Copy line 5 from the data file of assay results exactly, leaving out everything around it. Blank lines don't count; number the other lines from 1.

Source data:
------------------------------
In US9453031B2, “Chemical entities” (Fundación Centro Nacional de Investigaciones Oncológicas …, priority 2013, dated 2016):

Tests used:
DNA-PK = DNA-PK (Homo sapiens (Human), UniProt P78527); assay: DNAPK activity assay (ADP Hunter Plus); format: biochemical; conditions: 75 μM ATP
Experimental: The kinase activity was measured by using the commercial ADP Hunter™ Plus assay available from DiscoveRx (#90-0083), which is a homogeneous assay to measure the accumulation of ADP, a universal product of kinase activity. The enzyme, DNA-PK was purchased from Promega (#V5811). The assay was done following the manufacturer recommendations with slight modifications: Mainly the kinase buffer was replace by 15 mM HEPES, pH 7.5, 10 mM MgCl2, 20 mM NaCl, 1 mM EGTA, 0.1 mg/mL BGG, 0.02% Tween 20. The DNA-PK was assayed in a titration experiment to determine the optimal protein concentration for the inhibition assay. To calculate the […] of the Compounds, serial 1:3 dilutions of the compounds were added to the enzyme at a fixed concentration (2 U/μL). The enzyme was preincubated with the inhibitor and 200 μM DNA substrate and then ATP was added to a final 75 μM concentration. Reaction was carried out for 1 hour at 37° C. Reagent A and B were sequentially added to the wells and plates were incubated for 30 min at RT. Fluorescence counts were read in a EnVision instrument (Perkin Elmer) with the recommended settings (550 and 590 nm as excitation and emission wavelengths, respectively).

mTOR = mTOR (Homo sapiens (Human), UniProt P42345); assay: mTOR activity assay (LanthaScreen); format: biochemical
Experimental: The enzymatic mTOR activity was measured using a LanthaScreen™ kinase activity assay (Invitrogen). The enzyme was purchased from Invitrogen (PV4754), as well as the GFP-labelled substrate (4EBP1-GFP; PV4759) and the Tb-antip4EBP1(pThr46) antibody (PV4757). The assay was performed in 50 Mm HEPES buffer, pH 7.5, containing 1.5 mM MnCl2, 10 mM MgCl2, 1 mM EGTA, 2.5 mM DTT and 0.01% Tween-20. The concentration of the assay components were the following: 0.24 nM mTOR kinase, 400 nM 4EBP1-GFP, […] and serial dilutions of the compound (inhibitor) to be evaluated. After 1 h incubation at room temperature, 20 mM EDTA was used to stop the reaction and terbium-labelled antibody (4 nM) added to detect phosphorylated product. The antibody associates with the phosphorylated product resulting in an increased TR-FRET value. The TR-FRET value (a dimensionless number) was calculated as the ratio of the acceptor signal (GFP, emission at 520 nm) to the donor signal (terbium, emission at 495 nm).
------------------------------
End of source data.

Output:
mTOR = mTOR (Homo sapiens (Human), UniProt P42345); assay: mTOR activity assay (LanthaScreen); format: biochemical